The simulation of high-speed flow involves unique challenges such as the treatment of strong flow gradients associated with shock waves and expansion fans, as well as the modeling, at hypersonic speeds, of air chemistry effects. However, supersonic flow also produces the effect of limited zones of influence, which allows for single-sweep flow solution processes. The parabolized Navier-Stokes (PNS) equations are a modification of the equations of fluid flow that extend this inherently supersonic property into the subsonic portion of the boundary layer in viscous flows. Solution methods for systems that are hyperbolic/parabolic in a spatial direction can be obtained using a space-marching approach that can be an order of magnitude faster than using a time-marching method on the time-dependent Navier-Stokes equations.

The original PNS solvers used central-differencing with shock-fitting to represent the strong bow shock waves present in high-speed flows. However, the central-differencing methods were weak in capturing embedded shocks within the outer layer, and the shock-fitting methods tended to limit the complexity of the geometries that could be considered because of the requirement that the grid generation be done concurrently with the flow solution. Shock-capturing is the method whereby the shock waves are resolved naturally as part of the solution, allowing the grid to be generated independent of the flow solution. Some PNS codes did use shock-capturing exclusively, but the central-differencing algorithms required the addition of a copious amount of user-specified artificial dissipation to maintain stability in the presence of strong shocks.

At the time of the development of this software, upwind algorithms had been developed and applied to the time-dependent Navier-Stokes equations. In upwind algorithms, an inherent recognition of local wave propagation speeds and direction is built into the algorithm, enabling the algorithm to capture strong shock waves much more accurately than can central-differencing schemes.

The purpose of this software is to provide a single-sweep, shock-capturing solution process for supersonic and hypersonic flows. Single-sweep methods are much less computationally expensive in terms of CPU time and memory requirements, and shock-capturing methods enable the treatment of more geometrically complex configurations. The approach taken was to apply an upwind algorithm to the parabolized Navier-Stokes equations. This involved the development of an approximate Riemann solver especially for the steady form of the Euler equations. This solver is the basis for the inviscid flow treatment, and central-differencing is used for the viscous terms.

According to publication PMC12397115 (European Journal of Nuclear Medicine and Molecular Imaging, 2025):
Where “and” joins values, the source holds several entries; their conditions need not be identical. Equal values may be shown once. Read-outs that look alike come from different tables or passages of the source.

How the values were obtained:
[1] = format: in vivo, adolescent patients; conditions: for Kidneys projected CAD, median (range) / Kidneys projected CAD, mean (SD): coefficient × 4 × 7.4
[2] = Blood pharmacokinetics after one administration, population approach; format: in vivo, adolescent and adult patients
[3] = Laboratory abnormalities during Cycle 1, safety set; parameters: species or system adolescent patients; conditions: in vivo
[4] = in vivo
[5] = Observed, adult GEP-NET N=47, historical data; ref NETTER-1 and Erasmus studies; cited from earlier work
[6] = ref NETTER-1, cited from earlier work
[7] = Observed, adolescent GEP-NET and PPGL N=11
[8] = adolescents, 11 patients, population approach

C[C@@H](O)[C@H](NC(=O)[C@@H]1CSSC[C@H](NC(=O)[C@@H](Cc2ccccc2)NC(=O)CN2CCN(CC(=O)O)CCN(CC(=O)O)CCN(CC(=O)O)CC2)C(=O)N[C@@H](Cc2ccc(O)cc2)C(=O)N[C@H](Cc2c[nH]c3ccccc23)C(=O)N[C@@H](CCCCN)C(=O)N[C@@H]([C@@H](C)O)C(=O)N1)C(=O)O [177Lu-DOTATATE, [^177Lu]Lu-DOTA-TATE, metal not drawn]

Additionally, the differencing is based on a finite-volume formulation rather than finite-differences, as had been used in previous PNS solvers. This is believed to provide better accuracy, especially in regions where the grid is not ideal, as well as more physical application of boundary conditions. Also, traditional approximate-factorization is applied to make the algorithm implicit, allowing much larger marching steps to be taken than for explicit methods.

Convection-diffusion solvers for turbulence (Spalart-Allmaras) and finite-rate air chemistry (Park 5-species model) are loosely coupled to the fluids solver. In addition, the Baldwin-Lomax algebraic turbulence model is included, as are the Srinivasan-Tannehill curve fits for equilibrium air chemistry. These models enable the code to be used for high-Reynolds-number and high-enthalpy flows.

This code is unique in its application of an upwind, finite-volume algorithm to the parabolized Navier-Stokes (PNS) equations. The implicit and non-iterative nature of the algorithm enables very rapid flowfield solutions for non-separated supersonic flow. Use of a PNS code can reduce the CPU time per solution by one to two orders of magnitude over that required by time-dependent Navier-Stokes solvers. This speedup is achieved not only because of the use of the PNS equations, but because of the implicit nature of the algorithm and also, importantly, the non-iterative nature of the algorithm. The method avoids the necessity for iteration by taking small spatial steps downstream, performing interpolation between input grid planes to obtain discretization.

The use of a shock-capturing PNS solver enables simulation of configurations with wings, tails, and fins that produce complex outer shock surfaces. Because the shock surface provides the outer grid surface in shock-fitting methods, the grid generation is doubly challenged with complex inner and outer boundaries. In addition, the shock evolves as part of the solution so the grid generation must be performed along with the fluids integration, i.e., it must be completely automated. The present code employs an upwind algorithm that allows for capture of very strong shock waves of complex shape with little or no user input.

This work was done by Scott Lawrence of Ames Research Center and John Tannehill of Iowa State University. This software is available for use. To request a copy, please visit here .


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This article first appeared in the October, 2017 issue of Tech Briefs Magazine.

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